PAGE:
JEFFERSON CITY, Mo. — A new report issued by the House Special Investigative Committee on Oversight outlines the committee’s investigation into Gov. Eric Greitens and his use of a donor list from his former charity, The Mission Continues.
According to the report, Greitens lied to the Missouri Ethics Commission about taking the donor list and using it to raise campaign funds.
In October 2016, Greitens was directly asked by The Associated Press if his campaign was working off of a donor list from the organization, to which he replied: “No, we were not working off of a Mission Continues donor list.”
But the House report issued on Wednesday afternoon contradicts that, indicating that not only was his campaign working with the list but that Greitens and his campaign lied in their campaign filings and violated campaign finance laws.
The report details that Greitens’ former campaign manager, Danny Laub, did not give the campaign The Mission Continues donor list, contradicting the settlement agreement that Greitens had signed in 2017 when he admitted to the wrongdoing.
Laub told the Missouri Attorney General’s Office that the governor had knowingly lied to the ethics commission about how he came into possession of the donor list, saying that he had been tricked by the Governor’s political advisers, “affirmatively misled by campaign manager Austin Chambers, to take the blame. He said Chambers convinced him to put his name on the settlement, but that he had no idea his name would be put on the report and that he would be blamed for providing the donor list.
“The whole document made me sick,” Laub said during in an April 18 deposition. “One, because it was misrepresented; and two, because now I was in a round of news stories falsely portraying what happened.”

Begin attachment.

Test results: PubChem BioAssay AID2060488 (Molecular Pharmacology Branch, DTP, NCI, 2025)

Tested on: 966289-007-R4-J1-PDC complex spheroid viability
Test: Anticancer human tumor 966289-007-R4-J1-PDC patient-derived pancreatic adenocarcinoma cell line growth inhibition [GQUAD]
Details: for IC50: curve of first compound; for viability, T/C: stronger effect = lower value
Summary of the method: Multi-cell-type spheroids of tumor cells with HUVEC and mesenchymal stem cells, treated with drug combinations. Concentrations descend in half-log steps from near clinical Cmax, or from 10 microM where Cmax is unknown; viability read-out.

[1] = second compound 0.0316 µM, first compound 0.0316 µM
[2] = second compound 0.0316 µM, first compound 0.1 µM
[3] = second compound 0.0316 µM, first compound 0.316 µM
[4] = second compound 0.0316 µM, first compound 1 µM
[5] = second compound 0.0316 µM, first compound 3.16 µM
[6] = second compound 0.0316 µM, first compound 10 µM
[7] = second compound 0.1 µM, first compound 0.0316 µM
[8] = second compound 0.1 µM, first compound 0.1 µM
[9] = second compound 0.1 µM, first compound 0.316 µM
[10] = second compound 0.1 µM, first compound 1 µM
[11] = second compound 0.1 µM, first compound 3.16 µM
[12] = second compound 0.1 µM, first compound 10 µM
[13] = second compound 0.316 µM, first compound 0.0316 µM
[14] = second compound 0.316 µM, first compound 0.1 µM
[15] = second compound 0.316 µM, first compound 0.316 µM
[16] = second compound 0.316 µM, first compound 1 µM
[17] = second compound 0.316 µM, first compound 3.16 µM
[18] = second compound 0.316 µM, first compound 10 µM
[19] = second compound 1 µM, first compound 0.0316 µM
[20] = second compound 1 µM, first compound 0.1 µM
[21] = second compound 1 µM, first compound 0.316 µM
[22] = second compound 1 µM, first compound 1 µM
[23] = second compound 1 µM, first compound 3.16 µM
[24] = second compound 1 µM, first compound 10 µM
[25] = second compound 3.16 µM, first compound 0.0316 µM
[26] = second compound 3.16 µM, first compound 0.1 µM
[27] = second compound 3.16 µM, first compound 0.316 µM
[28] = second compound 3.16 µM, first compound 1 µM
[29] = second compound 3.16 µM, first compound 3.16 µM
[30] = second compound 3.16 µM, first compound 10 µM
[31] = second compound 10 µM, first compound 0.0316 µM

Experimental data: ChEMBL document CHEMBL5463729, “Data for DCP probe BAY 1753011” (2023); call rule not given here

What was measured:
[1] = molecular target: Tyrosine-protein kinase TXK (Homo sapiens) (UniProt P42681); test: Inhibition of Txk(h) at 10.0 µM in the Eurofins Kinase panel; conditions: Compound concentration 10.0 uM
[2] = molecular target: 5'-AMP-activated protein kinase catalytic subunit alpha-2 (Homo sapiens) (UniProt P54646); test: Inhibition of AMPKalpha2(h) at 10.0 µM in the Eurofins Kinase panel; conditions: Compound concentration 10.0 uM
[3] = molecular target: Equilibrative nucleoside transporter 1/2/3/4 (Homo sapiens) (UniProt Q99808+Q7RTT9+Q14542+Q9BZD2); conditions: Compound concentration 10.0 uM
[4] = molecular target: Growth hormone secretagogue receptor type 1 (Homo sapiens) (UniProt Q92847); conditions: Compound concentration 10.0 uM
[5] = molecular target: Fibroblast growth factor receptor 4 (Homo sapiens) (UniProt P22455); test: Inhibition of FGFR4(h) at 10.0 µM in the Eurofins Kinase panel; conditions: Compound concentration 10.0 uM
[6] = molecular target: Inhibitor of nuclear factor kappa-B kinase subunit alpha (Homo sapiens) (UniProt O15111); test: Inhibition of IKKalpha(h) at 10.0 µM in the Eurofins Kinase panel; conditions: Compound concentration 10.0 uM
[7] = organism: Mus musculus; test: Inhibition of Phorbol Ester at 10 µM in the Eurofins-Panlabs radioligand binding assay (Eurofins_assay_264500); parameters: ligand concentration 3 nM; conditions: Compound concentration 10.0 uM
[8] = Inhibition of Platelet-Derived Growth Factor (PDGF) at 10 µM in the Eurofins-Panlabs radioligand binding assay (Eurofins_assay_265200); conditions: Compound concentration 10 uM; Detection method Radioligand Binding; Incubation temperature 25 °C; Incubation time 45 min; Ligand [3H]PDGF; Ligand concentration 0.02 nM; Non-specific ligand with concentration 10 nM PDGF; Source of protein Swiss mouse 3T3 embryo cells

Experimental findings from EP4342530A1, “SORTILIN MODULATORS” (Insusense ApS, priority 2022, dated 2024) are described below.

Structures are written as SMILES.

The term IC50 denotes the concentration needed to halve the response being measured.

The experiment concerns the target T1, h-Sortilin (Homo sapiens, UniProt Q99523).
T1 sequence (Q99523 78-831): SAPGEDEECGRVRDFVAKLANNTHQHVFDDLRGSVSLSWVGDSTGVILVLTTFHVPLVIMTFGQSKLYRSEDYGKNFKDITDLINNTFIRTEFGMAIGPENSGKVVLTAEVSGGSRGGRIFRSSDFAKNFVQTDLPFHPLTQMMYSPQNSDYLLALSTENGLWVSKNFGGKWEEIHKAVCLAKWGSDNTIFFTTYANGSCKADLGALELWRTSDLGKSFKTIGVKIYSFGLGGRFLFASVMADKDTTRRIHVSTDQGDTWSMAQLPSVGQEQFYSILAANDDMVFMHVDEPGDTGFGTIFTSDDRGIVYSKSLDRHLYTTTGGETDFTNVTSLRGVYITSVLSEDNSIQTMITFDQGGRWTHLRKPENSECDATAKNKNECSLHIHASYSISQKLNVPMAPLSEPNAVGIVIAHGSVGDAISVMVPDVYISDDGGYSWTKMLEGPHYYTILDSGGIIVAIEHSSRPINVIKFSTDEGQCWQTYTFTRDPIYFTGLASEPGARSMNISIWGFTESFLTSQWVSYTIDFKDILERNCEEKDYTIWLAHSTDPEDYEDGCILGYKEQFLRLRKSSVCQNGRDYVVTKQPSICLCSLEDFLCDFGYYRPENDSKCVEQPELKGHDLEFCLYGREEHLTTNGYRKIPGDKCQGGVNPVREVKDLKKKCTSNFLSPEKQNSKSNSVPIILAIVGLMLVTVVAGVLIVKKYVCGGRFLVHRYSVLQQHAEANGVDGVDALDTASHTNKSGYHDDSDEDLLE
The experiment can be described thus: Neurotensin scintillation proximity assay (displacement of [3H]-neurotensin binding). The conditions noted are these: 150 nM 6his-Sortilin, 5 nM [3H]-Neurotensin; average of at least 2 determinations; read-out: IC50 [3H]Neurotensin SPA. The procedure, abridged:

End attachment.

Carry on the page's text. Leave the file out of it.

The evidence shows that the Governor actually received the donor list himself from an employee of The Mission Continues, Lori Stevens on May 8, 2014, which they had understood to be for the purpose of calling key supporters and explaining that he was stepping down as CEO.
Furthermore, the committee’s findings reveal that Greitens had signed a nondisclosure agreement with The Mission Continues, dated November 27, 2012, agreeing to hold in strict confidence “the identities of any donors or investors, and any personal information of donors or investors, and any contact information for donors or investors,” as well as any “lists, databases … trade or business secrets, … and similar or dissimilar information relating to the operations or activities of TMC.
The agreement stated that Greitens would not disclose any confidential information with any third party, and that the “intellectual property” developed by himself belongs to The Mission Continues and could not be used by him unless he had received written consent from the organization.
The Mission Continues president, Spencer Kympton, testified that the donor list was covered by that nondisclosure agreement.
The report also shows that Greitens had considered running for office as early as October 2013, though his campaign committee wasn’t formed until 2015. The report indicates that Greitens paid advisers personally and through The Greitens Group, though statewide office candidates are required to register a campaign committee with the MEC after they have spent $500 or more.
Following the release of the report, Democrats in the House renewed their calls for Greitens’ resignation or impeachment.
“Eric Greitens stole from a charity for veterans and committed this theft to further his political career. The man is without honor, without scruples and is utterly lacking in the moral authority necessary to effectively govern,” House Minority Leader Gail McCann Beatty, D-Kansas City, said. “As has been clear for weeks, he has only two choices – resign or face impeachment. With the evidence against him mounting with each passing day, there is no other way this ends.”
Read the full report below: